NOTE: Large doses of "my opinion" will be handed out in gloppy dollops today. You've been forewarned.....
This is the third and last in this year's "State of the Gravel Scene" posts.
Grassroots Gravel In The Age Of "Big Time" Events:
Sometimes I have to remind myself that even in the year 2020, a full fifteen years after the first Trans Iowa, that people are still "discovering gravel" and that the punters and media wonks think it is the "new thing" yet. Obviously gravel cycling has grown up over the last 15 years. At least the "modern version" of it. Heck, even "Velo News" has a weekly Wednesday column on the genre now. So, if that site has consistent coverage on gravel/all-road cycling, you know it is something that is worthwhile covering from an impact and monetary viewpoint. They pretty much had to start talking about it.
Oh, I'm sure they want to as well, but make no mistake- gravel cycling is big time now- both in numbers of riders, in terms of impact on the industry, and in terms of moneyout there to be made from it. So, is it all over? Is grassroots gravel grinding going away while corporate entities and hordes of fans run rough shod over what was fun, free, and alive?
In a word- No.
I've beat this drum to death on here, and mentioned it in a previous post in this series, but my take is that there is a definite and strong reaction to the "Big Time Gravel Machine". It takes the form of what I already mentioned as "pop-up" gravel events, and it also takes the form of many low-key, down to earth events that hearken back to the late 00's gravel scene. But I also can tell you that people have been saying that "gravel is dead" for a decade. Even I felt that way at one time, but I have come to realize that the scene just keeps reinventing itself despite the "big time" productions, higher than high entry fees, and marketing and promotion shtick that makes you shake your head in disbelief.
Yes, me- Guitar Ted - thought gravel had lost its soul at one time. It would have been around 2010, or maybe it was 2009. Hmmm....... Anyway, the "soul sister" to Trans Iowa, the Dirty Kanza 200, was going "big time" and I felt that if this is how gravel events look in the future than I am not going to like it. I was fond of the spontaneity, the freedom, and the intimacy that "Small Dirty Kanza" had. That was special. I felt it needed to be nurtured, not slathered in fancy trappings and what not. But Jim Cummins saw it differently. In years afterward I saw several finish lines of DK200's, and I participated in the 10th DK200, and I get it. I see why Jim wanted to expand the opportunity to the many, and not nurture the way it was for the few.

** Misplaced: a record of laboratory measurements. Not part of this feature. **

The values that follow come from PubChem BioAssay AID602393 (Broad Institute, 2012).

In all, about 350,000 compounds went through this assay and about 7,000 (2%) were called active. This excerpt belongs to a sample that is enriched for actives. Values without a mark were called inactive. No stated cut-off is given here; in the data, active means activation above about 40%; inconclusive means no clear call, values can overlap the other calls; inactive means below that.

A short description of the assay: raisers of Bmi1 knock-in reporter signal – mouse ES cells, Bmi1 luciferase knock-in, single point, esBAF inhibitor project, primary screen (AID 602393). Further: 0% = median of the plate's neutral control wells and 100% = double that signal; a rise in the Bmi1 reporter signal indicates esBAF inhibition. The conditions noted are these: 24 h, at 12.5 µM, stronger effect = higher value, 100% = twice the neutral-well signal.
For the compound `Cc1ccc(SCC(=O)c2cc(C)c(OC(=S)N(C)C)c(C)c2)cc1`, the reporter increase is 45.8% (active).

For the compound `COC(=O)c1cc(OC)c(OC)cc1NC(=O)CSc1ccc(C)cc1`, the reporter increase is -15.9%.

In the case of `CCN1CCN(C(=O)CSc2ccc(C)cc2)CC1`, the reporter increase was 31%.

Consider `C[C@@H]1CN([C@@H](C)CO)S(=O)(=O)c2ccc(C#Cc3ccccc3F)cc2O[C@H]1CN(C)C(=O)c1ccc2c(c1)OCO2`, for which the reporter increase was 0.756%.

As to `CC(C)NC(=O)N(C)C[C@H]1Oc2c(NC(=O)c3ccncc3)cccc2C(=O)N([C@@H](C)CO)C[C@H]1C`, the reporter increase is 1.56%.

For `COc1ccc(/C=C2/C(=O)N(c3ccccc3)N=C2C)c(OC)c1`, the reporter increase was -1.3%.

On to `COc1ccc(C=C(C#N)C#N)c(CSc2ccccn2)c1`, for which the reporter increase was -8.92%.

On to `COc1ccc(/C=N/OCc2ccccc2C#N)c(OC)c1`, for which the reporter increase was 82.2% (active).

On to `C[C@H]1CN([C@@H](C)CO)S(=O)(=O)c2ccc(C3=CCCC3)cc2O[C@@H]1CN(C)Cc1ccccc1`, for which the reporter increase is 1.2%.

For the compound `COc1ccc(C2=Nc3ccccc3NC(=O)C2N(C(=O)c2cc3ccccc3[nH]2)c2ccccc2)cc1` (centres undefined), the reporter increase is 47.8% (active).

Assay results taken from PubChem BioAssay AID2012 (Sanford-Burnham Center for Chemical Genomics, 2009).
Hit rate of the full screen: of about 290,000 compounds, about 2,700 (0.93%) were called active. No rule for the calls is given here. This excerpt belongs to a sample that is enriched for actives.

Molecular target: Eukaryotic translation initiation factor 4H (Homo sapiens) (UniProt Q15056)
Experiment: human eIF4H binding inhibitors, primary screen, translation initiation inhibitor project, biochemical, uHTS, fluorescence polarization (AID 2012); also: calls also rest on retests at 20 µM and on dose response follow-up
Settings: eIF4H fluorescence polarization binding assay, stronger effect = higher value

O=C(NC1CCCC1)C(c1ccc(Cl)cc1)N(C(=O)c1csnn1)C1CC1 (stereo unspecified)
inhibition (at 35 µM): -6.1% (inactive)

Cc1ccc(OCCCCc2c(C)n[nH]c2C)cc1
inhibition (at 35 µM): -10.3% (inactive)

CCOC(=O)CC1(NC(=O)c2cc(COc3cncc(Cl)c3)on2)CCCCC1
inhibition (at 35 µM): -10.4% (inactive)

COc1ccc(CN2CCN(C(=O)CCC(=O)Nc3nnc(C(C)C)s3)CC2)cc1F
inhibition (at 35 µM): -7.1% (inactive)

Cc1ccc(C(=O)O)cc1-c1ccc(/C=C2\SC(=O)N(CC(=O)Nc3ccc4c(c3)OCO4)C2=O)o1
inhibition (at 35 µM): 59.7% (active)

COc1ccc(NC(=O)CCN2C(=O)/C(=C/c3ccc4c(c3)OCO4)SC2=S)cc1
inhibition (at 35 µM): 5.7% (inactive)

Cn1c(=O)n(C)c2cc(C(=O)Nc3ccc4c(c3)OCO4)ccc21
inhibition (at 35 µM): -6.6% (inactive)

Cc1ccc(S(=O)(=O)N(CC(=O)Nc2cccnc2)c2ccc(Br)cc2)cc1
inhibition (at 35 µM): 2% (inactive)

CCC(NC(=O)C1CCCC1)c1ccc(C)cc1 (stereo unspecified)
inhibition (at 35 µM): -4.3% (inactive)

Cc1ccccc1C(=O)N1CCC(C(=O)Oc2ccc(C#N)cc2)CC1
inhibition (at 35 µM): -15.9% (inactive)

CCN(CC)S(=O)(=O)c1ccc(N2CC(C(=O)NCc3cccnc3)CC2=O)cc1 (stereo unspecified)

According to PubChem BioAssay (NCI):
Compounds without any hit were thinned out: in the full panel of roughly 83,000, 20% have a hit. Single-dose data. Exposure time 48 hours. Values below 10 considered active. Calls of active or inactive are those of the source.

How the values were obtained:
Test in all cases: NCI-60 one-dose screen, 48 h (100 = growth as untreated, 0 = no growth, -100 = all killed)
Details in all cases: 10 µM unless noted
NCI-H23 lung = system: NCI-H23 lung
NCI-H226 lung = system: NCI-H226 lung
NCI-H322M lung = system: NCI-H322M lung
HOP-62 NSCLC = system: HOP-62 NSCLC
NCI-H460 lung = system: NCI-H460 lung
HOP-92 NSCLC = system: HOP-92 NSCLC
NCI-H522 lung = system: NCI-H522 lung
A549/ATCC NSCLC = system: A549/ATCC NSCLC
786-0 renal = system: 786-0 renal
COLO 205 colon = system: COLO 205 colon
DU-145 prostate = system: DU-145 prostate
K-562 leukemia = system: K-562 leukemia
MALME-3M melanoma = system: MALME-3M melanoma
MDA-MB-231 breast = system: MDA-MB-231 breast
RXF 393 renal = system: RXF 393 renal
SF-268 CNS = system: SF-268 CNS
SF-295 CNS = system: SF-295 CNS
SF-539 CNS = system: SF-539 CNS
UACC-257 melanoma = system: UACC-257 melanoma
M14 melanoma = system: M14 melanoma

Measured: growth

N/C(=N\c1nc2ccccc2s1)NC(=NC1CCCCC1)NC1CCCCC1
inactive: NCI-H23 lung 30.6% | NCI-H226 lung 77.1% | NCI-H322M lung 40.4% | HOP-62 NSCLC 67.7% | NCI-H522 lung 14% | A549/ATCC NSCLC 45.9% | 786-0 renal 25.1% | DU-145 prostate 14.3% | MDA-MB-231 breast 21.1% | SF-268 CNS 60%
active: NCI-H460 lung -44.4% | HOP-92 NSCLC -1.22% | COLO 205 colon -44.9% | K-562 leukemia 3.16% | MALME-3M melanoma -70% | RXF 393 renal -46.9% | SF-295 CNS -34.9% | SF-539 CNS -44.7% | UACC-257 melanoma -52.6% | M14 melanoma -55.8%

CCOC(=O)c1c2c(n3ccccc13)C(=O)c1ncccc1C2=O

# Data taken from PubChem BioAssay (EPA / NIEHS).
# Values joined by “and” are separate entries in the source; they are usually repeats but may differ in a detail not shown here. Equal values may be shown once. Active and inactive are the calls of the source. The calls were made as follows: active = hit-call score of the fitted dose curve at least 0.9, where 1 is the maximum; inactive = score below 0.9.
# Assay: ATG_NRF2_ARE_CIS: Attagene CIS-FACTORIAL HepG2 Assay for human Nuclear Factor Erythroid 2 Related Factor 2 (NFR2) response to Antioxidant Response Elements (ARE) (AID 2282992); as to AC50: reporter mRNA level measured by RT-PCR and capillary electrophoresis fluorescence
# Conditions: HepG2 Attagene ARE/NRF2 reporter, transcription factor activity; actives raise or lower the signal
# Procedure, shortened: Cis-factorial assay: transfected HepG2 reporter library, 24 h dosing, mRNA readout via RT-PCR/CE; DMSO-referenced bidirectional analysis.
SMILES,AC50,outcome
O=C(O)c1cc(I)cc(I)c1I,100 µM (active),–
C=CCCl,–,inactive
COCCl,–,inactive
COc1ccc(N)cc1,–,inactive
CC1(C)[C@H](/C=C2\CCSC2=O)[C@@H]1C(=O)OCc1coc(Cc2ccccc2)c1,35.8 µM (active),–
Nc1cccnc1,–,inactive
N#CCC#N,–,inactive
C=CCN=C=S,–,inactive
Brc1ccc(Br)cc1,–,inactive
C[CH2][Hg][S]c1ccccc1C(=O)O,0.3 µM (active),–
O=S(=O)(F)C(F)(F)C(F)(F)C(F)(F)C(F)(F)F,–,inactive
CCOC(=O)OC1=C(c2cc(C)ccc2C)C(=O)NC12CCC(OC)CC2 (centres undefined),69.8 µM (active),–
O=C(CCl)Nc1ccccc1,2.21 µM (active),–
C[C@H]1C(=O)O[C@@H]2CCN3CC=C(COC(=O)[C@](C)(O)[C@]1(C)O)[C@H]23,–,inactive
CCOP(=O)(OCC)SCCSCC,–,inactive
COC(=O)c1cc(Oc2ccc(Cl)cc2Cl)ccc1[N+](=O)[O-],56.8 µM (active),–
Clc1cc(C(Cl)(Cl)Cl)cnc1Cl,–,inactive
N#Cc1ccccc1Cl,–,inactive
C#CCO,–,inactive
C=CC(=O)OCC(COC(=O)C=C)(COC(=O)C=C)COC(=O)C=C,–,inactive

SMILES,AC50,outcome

That said, I feel there should be both things. And there are, if you shut out all the "shouting" by the "Big Time Gravel Machine" Those events which feature the vibe that the '06 DK200 had are still out there. Most are like these "pop-up" events which I see a lot of now. Group rides, annual gatherings, or one-off deals. They happen all the time in numbers too big to count here.
So, I feel that if "grassroots" gravel, the "soul" thing, is what you are after, it probably will be found in several smaller events. It definitely will be found in the "local scenes", the group rides, and the annual gatherings some have where there may be competition, but it is mostly about just being out there. Making yourself go further than you thought you could. Doing things that you didn't know you could do. You don't need a fancy finish line, slick website, timing chips, or a three digit entry fee to get that. You just need to pay attention to the quieter things and get out there.
That's the end of "The State of the Gravel Scene - 2020" for this round.